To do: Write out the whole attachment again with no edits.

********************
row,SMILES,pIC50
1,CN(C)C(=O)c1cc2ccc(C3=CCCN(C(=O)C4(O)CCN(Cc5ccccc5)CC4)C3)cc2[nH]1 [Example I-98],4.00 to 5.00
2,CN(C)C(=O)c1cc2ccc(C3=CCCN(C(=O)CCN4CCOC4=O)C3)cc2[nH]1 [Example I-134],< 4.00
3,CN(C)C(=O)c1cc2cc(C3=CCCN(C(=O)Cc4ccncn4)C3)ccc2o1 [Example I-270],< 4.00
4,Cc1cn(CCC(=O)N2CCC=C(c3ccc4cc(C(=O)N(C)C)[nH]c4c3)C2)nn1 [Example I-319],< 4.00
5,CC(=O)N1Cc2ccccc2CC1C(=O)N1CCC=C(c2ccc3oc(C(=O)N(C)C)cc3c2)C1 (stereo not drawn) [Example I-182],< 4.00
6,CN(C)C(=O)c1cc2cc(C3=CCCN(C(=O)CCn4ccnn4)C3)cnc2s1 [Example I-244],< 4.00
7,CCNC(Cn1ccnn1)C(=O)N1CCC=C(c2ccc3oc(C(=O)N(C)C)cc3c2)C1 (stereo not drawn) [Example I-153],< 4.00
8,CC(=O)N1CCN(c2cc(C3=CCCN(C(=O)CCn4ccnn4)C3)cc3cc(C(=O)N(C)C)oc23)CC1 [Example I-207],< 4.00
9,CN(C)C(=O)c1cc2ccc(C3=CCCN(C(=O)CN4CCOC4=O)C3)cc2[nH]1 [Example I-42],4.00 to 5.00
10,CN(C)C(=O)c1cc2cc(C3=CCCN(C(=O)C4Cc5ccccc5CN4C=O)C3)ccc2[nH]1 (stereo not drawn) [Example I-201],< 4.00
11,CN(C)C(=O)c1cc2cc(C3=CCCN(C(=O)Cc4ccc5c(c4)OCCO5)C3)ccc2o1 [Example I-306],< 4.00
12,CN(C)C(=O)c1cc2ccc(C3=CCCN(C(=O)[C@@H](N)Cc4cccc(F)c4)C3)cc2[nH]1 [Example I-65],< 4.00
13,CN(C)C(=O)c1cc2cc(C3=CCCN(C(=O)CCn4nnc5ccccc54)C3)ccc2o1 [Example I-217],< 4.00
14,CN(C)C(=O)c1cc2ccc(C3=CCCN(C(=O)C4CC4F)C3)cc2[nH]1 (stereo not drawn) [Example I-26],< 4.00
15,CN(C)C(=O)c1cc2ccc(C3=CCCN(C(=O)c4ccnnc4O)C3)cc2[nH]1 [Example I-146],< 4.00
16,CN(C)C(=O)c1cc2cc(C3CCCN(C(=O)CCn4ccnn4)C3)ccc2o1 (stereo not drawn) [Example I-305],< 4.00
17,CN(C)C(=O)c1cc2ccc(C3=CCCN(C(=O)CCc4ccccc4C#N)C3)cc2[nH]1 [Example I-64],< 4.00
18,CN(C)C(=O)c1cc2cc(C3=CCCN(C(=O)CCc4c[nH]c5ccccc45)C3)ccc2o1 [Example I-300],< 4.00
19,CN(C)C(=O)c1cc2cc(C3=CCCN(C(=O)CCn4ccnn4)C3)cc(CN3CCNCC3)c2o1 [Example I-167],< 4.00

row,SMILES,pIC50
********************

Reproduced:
row,SMILES,pIC50
1,CN(C)C(=O)c1cc2ccc(C3=CCCN(C(=O)C4(O)CCN(Cc5ccccc5)CC4)C3)cc2[nH]1 [Example I-98],4.00 to 5.00
2,CN(C)C(=O)c1cc2ccc(C3=CCCN(C(=O)CCN4CCOC4=O)C3)cc2[nH]1 [Example I-134],< 4.00
3,CN(C)C(=O)c1cc2cc(C3=CCCN(C(=O)Cc4ccncn4)C3)ccc2o1 [Example I-270],< 4.00
4,Cc1cn(CCC(=O)N2CCC=C(c3ccc4cc(C(=O)N(C)C)[nH]c4c3)C2)nn1 [Example I-319],< 4.00
5,CC(=O)N1Cc2ccccc2CC1C(=O)N1CCC=C(c2ccc3oc(C(=O)N(C)C)cc3c2)C1 (stereo not drawn) [Example I-182],< 4.00
6,CN(C)C(=O)c1cc2cc(C3=CCCN(C(=O)CCn4ccnn4)C3)cnc2s1 [Example I-244],< 4.00
7,CCNC(Cn1ccnn1)C(=O)N1CCC=C(c2ccc3oc(C(=O)N(C)C)cc3c2)C1 (stereo not drawn) [Example I-153],< 4.00
8,CC(=O)N1CCN(c2cc(C3=CCCN(C(=O)CCn4ccnn4)C3)cc3cc(C(=O)N(C)C)oc23)CC1 [Example I-207],< 4.00
9,CN(C)C(=O)c1cc2ccc(C3=CCCN(C(=O)CN4CCOC4=O)C3)cc2[nH]1 [Example I-42],4.00 to 5.00
10,CN(C)C(=O)c1cc2cc(C3=CCCN(C(=O)C4Cc5ccccc5CN4C=O)C3)ccc2[nH]1 (stereo not drawn) [Example I-201],< 4.00
11,CN(C)C(=O)c1cc2cc(C3=CCCN(C(=O)Cc4ccc5c(c4)OCCO5)C3)ccc2o1 [Example I-306],< 4.00
12,CN(C)C(=O)c1cc2ccc(C3=CCCN(C(=O)[C@@H](N)Cc4cccc(F)c4)C3)cc2[nH]1 [Example I-65],< 4.00
13,CN(C)C(=O)c1cc2cc(C3=CCCN(C(=O)CCn4nnc5ccccc54)C3)ccc2o1 [Example I-217],< 4.00
14,CN(C)C(=O)c1cc2ccc(C3=CCCN(C(=O)C4CC4F)C3)cc2[nH]1 (stereo not drawn) [Example I-26],< 4.00
15,CN(C)C(=O)c1cc2ccc(C3=CCCN(C(=O)c4ccnnc4O)C3)cc2[nH]1 [Example I-146],< 4.00
16,CN(C)C(=O)c1cc2cc(C3CCCN(C(=O)CCn4ccnn4)C3)ccc2o1 (stereo not drawn) [Example I-305],< 4.00
17,CN(C)C(=O)c1cc2ccc(C3=CCCN(C(=O)CCc4ccccc4C#N)C3)cc2[nH]1 [Example I-64],< 4.00
18,CN(C)C(=O)c1cc2cc(C3=CCCN(C(=O)CCc4c[nH]c5ccccc45)C3)ccc2o1 [Example I-300],< 4.00
19,CN(C)C(=O)c1cc2cc(C3=CCCN(C(=O)CCn4ccnn4)C3)cc(CN3CCNCC3)c2o1 [Example I-167],< 4.00

row,SMILES,pIC50